I honestly do not remember the last time my family spent the Christmas holidays at home, actually I have never spent the holidays at home! My memories of the holidays are filled with the lake or of countries across the world. I truly believe we would be bored out of our minds if we spent the holidays at home, I don’t think we would know what to do with ourselves put in that situation. 2019 was not different. When the time came to choose a holiday destination, it was a debate over Seychelles, Malaysia, Mauritius, Mozambique or Botswana.
Seychelles was shot down by my mum without a second thought. The clear waters and beaches that stretched out were met with “that is pretty, that looks like the only pretty thing there. I don’t feel like looking at old buildings that are half pretty.” Down went the Seychelles! Malaysia and Mauritius were not discussed in length, overshadowed by Botswana and Mozambique. My dad was keen on Maputo meanwhile all my mum and I have ever heard about Maputo is the rancid smell that never goes away. My mum and I, we are hypersensitive to smells, Maputo was never going to happen! You cannot enjoy a holiday with sinuses that are flaring up. Botswana won the battle of the holidays.
My first impression of the Sir Seretse Khama Airport is that it looks and functions like Chileka Airport in Malawi only better. The general structure of the airport, the walk from the plane to enter the airport building leading to passport control, the carousel located a couple meters behind passport control, all screams Malawi but like I said only better!
An elephant sculpture made of pure ivory greets you after clearing passport control… of all the airports I have been to, this one does not have an evident presence of taxi’s. We saw the sign Taxi’s, great! We followed the signs, only to find an empty lot of where the taxi’s are meant to be, ODD to say the least. How are we supposed to get to our destination? This is what we learnt over the course of our holiday, Tswana’s do not stay in the city during the holidays, everybody goes to the villages. Was a taxi service available? Yes. With two members of staff, grudgingly holding down the holiday shift. Taxi drivers are generally cheerful over the holidays, making conversation if you indulge them but I have never met a more mum driver than this even though my dad tried to engage him.
Another thing I learnt, Tswana’s exist on extreme poles either very rude or very nice… I can safely say I did not experience an in between. Either he was not pleased with working the holiday shift or just rude, our non-conversationalist driver managed to inform us that the one thing that we wanted to do… visit the Okavango Delta… was located 900 kilometers away from Gaborone. At some point we should learn to stop winging it because we will end up not doing the things we really want to do. No one, among us, took the initiative to actually find out how far the Okavango Delta is from Gaborone.
Mum was defeated and not even trying to listen to any talks of driving there! More on that later.
Despondent about the distance to Okavango Delta and the possibility of not going we decided to sleep on it and figure out what to do in Gaborone. There is not much to do in Gaborone to be honest. All the exciting things to do are mostly outside of city. So whether we liked it or not trips outside the city were becoming more and more inevitable. This is not to say that you will not find exciting things to do in Gaborone. We spent the 24th of December, sleeping in (much needed after a long year),getting settled in, figuring out where the malls where, setting up phone connections with the local mobile networks… practical things really.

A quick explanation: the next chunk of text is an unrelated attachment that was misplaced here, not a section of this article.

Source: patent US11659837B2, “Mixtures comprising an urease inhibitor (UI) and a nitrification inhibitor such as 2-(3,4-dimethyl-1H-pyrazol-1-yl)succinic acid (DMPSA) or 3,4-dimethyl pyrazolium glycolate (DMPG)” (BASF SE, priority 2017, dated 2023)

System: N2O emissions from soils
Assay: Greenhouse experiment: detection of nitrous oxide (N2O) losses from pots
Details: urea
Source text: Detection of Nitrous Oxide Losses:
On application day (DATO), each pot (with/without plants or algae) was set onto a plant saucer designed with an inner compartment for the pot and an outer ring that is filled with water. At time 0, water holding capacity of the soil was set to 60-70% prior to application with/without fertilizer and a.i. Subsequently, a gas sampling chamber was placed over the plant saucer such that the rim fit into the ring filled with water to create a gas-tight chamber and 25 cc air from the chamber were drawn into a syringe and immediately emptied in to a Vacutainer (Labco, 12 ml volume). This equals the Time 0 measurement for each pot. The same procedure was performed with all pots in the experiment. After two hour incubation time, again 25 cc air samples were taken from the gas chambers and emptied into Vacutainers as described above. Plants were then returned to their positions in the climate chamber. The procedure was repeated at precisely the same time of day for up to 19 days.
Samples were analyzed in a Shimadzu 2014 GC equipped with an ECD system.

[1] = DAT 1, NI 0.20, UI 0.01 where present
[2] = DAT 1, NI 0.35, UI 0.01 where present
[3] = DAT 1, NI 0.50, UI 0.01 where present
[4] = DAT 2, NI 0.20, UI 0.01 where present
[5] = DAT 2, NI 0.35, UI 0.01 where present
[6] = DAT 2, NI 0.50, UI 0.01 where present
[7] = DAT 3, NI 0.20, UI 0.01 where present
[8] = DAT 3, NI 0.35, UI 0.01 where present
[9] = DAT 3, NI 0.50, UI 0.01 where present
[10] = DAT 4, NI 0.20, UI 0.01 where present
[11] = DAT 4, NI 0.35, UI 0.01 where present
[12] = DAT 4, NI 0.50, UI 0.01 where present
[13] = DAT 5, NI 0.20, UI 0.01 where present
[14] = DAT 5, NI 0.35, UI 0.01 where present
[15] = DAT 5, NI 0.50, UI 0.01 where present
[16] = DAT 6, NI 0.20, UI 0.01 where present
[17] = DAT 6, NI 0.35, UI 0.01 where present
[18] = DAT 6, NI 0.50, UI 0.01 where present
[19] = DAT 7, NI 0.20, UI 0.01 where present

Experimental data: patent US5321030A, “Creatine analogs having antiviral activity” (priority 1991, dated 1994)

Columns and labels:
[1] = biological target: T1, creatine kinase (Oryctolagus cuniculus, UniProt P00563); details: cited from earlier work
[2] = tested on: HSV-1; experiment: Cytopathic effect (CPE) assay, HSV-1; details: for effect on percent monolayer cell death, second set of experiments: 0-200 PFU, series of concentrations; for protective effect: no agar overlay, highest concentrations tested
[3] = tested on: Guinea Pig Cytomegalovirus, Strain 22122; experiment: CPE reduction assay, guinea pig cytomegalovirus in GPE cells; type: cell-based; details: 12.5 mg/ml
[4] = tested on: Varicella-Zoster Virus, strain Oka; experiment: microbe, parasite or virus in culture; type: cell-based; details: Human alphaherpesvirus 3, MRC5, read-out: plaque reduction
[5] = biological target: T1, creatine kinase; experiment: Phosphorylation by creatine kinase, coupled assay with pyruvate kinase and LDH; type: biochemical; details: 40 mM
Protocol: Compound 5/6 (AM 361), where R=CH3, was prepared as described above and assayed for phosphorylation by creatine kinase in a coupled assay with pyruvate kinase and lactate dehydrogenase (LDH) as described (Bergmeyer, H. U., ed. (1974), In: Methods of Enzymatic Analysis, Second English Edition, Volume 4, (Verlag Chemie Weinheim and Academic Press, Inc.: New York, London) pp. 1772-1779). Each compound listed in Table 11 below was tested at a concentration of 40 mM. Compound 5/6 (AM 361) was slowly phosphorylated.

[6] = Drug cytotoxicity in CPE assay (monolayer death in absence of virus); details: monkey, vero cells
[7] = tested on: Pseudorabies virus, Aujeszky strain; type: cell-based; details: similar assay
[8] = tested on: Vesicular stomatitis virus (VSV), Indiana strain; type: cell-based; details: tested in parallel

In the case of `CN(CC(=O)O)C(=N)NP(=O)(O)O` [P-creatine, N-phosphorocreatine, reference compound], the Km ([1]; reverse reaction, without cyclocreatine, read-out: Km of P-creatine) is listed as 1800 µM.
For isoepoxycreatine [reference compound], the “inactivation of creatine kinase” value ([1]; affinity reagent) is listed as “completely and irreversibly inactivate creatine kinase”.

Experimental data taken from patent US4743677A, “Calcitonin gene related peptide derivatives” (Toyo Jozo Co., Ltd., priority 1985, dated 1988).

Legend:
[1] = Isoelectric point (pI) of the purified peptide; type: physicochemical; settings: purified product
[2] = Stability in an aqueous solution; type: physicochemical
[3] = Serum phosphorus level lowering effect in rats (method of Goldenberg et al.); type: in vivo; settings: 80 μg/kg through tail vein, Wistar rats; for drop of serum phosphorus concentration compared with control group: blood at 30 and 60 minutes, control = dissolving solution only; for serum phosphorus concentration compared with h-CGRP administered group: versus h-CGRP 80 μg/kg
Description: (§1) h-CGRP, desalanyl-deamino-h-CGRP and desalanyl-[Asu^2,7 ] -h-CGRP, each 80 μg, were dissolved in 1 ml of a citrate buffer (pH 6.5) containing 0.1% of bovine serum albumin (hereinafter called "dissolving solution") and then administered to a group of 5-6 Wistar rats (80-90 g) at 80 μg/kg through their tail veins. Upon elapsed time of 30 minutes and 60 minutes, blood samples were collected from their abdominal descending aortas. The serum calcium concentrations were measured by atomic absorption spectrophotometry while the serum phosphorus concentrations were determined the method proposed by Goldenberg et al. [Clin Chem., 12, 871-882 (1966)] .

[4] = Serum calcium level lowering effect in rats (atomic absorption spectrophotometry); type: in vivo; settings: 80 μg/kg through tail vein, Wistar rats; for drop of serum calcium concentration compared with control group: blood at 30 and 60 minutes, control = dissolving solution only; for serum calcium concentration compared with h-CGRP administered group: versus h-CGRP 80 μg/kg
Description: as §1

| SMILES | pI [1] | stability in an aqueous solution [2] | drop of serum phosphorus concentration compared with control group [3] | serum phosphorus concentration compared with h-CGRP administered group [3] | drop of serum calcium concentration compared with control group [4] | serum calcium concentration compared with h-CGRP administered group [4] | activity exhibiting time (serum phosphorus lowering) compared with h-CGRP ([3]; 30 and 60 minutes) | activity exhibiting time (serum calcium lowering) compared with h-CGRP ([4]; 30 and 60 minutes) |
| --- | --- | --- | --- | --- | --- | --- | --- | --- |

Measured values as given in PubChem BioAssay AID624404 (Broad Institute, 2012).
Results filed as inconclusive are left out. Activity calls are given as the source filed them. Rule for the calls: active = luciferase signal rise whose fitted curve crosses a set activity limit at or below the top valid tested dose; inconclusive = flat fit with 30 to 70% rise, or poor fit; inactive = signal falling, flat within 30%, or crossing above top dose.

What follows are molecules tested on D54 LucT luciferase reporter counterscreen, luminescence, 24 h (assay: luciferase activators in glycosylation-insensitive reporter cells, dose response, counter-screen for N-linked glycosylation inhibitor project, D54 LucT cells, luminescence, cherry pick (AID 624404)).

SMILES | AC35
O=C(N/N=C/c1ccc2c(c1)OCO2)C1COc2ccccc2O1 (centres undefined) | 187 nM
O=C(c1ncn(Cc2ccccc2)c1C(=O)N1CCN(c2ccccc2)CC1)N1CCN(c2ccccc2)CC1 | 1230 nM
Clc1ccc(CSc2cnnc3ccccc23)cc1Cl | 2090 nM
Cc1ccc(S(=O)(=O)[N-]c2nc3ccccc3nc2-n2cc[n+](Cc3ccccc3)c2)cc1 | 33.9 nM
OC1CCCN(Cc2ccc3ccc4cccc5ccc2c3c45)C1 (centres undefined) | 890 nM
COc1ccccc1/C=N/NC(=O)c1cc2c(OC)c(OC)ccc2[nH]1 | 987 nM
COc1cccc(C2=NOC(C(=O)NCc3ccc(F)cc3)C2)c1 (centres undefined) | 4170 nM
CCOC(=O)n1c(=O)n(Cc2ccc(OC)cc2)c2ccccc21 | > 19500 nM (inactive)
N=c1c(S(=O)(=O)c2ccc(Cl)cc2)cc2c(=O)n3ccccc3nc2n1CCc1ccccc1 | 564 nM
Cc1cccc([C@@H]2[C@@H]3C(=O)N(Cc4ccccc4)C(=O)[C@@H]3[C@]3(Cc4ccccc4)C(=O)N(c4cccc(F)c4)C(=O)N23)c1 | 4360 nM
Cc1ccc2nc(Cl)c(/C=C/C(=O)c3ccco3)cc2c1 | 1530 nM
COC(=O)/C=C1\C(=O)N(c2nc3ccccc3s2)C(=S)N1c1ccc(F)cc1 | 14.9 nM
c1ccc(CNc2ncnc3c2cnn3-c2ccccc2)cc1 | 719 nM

On to the exciting things you can do in Gaborone…. Gaborone Dam, Museum (which we learnt was closed for the holidays, under renovations, when we eventually decided to go), Mokolodi Nature Reserve, Crocodile Farms, Lion Theme Park. We settled for Mokolodi Nature Reserve and Lion Theme Park on Christmas Day.
Because we are still winging it… no lessons learnt, when we made it to Mokolodi and finding out what we could do for the afternoon, the girl behind the counter said “the only thing I can offer you is a game drive that leaves at 2.” Now that happened to be the hottest day in Gaborone during our stay, enough travel has taught us, you are not going to see any game at 2pm in soaring temperatures and besides we have been on enough game drives to not sweat it… an afternoon of Mokolodi sunsets won out! And by this time, mum had agreed to a 900 kilometer road trip to the Delta YAAAAAY… plenty game to be seen in the delta.
She had committed herself to this trip so much that we left a day earlier. She woke on 26th December and decided we are leaving that morning. It did not take much convincing because when asked what we planned on doing for the day, we were drawing blanks, which is not surprising if someone wakes you up at 8 am in the morning on a holiday to ask you what the plan for the day is. An hour later we were bundled up in the car, headed for Okavango Delta. Nothing will ever beat the drive we did between Malawi and Lusaka, Zambia during the Christmas holidays of 2018 but the Trans-Kalahari road trip is a close second.
It is very easy to fall in love with Botswana… the first couple of days spent in Gaborone, I was on the fence about how I felt about Botswana but how that road trip begun to change everything! Thanks to Google Maps and and an actual map, tasked with chief navigating duties, 10 hours later, we made it to Maun also known as The Okavango Delta. And there, in the heart of Maun, I fell in love with Botswana!
‘Musings of the Malawian Girl’
#Gaborone #Botswana #Africa